Heads of State to steer Ghana-Namibia Co-operation towards mutual prosperity


Ghana and Namibia will establish a Bi-National Commission (BNC) to be co-chaired by their Heads of State, elevating the status of their 30-year-old Permanent Joint-Commission for Co-operation (PJCC).

This was announced in a communique signed by their foreign ministers in Swakopmund, a port city 360 km west of the capital, Windhoek.

‘With the elevation of the our PJCC to a BNC, our instrument for co-operation will now be formally led by our Heads of State; they will give us, the foreign ministers, our marching orders,’ Ms. Shirley A. Botchwey, Ghana’s Minister of Foreign Affairs and Regional Integration, said. ‘It’s a demonstration of the importance we’re attaching to our relationship.’

Ms. Botchwey co-signed the communique with Dr. Peya Mushelenga, Minister of Foreign Affairs and Co-operation of Namibia, at a joint meeting and ceremony on Friday, preceeded by three days of technical work by Ghanaian and Namibian senior officials and technocrats.

The mineral-rich southern African country of 2.6 million peo
ple, has recently made off-shore oil discoveries estimated to be in excess of 20 billion barrels, making it, potentially, the third largest oil-rich country in Africa after Libya and Nigeria, and the 15th in the world.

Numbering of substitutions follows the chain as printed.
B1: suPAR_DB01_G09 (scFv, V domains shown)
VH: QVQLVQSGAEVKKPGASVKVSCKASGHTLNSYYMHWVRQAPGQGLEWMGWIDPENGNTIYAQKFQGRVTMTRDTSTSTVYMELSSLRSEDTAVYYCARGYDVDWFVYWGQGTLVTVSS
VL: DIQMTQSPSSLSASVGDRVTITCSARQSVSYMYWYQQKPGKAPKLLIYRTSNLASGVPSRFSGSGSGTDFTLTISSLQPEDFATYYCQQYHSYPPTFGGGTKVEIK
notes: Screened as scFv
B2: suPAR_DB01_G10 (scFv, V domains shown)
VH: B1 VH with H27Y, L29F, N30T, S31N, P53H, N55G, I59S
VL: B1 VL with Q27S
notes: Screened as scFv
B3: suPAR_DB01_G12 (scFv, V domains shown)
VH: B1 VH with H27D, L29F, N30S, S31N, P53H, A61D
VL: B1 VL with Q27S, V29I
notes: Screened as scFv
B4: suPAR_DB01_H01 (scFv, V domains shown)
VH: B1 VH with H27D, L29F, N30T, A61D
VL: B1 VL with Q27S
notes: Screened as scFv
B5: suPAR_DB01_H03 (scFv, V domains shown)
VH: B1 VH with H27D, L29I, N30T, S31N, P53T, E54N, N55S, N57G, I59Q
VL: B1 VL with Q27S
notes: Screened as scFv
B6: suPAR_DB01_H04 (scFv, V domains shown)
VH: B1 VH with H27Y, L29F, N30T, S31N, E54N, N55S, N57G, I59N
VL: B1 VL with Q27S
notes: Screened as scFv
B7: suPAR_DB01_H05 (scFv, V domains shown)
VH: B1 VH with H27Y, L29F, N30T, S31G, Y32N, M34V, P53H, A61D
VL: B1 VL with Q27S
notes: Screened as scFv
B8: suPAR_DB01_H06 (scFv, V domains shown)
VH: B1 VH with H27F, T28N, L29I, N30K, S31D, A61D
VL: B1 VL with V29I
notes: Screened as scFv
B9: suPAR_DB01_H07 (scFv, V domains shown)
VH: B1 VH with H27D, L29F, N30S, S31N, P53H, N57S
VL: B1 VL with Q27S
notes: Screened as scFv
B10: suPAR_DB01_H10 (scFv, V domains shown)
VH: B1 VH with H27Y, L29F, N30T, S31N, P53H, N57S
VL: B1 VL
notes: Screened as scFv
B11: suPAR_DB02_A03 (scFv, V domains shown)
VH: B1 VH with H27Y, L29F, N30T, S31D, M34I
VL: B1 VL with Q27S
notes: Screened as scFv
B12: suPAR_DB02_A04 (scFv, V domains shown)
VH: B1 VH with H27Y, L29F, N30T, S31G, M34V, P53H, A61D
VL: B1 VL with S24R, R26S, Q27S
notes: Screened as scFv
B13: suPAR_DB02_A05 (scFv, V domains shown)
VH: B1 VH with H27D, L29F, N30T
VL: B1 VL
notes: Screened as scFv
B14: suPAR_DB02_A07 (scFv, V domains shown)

The two countries expressed interest in co-opeerating in over a dozen and half fields, including energy, mining, agriculture, health, trade, transport, education, peace-keeping, foreign service training, local government administration, sports and the arts.

Memorandums of Understanding (MoUs) were also signed between the Kofi Annan International Peace-keeping Training Centre, and their Namibian Internatioal Women’s Peace Centre to co-operate towards improving their technical capacity and for peace support operations and policy research.

An air service agreement between the two is also under coonsideration. Such an agreement would enable airlines from either country to fly to the other.

The two countries expressed concerns over the wars and conflicts in Sudan, eastern Democratic Republic of
Congo, northern Mozambique, Gaza (Palestine-Israel), and between Ukraine and Russia, and called for them to be resolved peacefully.